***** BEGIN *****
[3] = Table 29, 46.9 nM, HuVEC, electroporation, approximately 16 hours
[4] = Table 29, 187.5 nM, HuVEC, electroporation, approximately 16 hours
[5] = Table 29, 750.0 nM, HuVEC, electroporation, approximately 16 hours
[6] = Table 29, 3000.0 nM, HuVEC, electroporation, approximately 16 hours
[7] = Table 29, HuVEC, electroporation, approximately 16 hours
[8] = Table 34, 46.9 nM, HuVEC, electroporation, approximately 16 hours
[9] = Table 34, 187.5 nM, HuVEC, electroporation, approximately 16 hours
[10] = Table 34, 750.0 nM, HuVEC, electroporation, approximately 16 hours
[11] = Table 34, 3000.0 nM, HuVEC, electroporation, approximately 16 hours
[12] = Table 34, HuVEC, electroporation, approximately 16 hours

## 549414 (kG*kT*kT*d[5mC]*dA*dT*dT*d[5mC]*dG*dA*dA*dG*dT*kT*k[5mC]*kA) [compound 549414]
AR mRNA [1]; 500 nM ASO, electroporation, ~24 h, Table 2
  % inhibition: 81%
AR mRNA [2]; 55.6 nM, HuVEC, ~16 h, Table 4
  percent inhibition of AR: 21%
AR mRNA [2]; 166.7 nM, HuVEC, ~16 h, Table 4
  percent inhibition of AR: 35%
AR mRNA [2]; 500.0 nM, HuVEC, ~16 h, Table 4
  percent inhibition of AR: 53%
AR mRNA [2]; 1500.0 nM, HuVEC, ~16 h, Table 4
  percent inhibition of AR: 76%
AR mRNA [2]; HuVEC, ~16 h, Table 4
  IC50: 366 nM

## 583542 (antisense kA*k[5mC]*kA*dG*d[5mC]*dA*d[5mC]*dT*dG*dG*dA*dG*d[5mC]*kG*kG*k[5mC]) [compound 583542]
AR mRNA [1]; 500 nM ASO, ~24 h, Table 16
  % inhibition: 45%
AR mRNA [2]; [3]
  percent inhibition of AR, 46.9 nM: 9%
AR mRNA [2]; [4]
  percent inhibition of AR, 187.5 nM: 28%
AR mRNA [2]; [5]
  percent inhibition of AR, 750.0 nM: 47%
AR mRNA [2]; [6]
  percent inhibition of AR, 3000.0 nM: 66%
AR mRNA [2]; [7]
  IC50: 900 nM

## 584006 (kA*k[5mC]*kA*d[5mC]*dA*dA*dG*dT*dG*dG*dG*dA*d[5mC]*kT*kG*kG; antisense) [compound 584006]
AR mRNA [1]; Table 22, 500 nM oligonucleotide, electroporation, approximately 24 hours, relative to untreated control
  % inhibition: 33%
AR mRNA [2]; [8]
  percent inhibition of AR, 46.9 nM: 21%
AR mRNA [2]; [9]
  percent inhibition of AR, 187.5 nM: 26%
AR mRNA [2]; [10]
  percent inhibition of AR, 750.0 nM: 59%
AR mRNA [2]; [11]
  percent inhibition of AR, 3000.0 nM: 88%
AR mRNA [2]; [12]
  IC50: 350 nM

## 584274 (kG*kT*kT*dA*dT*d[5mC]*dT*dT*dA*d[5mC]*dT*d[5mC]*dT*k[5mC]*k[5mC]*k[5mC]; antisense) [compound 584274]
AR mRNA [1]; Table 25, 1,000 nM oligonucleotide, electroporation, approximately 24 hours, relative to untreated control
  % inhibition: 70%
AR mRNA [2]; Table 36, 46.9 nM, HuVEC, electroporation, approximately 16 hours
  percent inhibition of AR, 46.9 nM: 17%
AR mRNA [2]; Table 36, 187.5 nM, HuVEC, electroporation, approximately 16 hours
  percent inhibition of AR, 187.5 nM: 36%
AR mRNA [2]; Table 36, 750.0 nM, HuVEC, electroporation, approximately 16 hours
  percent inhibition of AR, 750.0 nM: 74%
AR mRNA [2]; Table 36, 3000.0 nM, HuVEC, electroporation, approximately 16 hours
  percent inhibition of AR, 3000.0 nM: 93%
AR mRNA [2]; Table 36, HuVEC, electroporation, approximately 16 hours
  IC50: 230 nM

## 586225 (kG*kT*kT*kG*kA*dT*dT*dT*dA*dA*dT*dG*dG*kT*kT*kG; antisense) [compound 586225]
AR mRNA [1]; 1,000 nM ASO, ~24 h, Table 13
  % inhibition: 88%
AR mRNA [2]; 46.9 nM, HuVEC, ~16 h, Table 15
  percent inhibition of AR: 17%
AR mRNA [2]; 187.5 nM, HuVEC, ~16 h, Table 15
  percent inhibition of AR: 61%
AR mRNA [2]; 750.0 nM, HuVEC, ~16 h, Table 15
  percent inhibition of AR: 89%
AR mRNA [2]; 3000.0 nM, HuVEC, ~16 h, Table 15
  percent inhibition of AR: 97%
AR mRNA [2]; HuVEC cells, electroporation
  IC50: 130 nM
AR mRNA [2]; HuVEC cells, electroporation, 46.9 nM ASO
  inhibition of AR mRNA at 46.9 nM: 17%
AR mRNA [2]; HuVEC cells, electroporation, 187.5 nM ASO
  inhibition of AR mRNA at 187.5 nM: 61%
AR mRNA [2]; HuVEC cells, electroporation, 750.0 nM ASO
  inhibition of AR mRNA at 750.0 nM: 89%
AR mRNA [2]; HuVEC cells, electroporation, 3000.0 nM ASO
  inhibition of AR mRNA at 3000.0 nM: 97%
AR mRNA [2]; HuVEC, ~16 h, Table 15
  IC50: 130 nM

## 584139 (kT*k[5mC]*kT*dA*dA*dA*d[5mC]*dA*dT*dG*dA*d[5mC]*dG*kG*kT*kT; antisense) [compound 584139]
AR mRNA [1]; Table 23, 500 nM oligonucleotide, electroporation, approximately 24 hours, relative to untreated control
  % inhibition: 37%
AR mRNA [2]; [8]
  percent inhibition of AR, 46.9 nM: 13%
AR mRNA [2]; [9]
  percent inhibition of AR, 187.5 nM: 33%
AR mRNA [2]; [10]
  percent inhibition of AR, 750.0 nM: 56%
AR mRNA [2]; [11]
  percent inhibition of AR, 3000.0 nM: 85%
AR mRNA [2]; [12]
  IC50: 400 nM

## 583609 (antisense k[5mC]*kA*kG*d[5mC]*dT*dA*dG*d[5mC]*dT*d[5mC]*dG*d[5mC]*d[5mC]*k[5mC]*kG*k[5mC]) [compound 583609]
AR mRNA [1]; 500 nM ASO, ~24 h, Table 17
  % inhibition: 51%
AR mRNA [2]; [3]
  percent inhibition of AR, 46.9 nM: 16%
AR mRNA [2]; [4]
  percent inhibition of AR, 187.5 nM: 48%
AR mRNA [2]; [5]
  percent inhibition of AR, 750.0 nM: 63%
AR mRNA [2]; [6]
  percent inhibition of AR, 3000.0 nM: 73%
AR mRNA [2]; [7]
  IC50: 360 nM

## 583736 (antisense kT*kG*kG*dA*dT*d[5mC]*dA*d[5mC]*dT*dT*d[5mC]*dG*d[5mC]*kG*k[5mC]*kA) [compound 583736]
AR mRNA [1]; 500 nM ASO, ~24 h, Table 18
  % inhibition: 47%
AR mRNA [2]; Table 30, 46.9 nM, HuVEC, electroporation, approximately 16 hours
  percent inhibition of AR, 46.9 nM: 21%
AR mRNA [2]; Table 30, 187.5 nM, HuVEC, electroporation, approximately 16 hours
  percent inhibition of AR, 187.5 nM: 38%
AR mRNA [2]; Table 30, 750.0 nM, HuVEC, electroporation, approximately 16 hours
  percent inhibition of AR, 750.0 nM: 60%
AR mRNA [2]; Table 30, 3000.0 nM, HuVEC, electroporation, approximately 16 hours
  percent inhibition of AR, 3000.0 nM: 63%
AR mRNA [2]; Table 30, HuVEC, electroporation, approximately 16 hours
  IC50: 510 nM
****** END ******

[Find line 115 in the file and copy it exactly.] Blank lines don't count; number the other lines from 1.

AR mRNA [2]; Table 30, 46.9 nM, HuVEC, electroporation, approximately 16 hours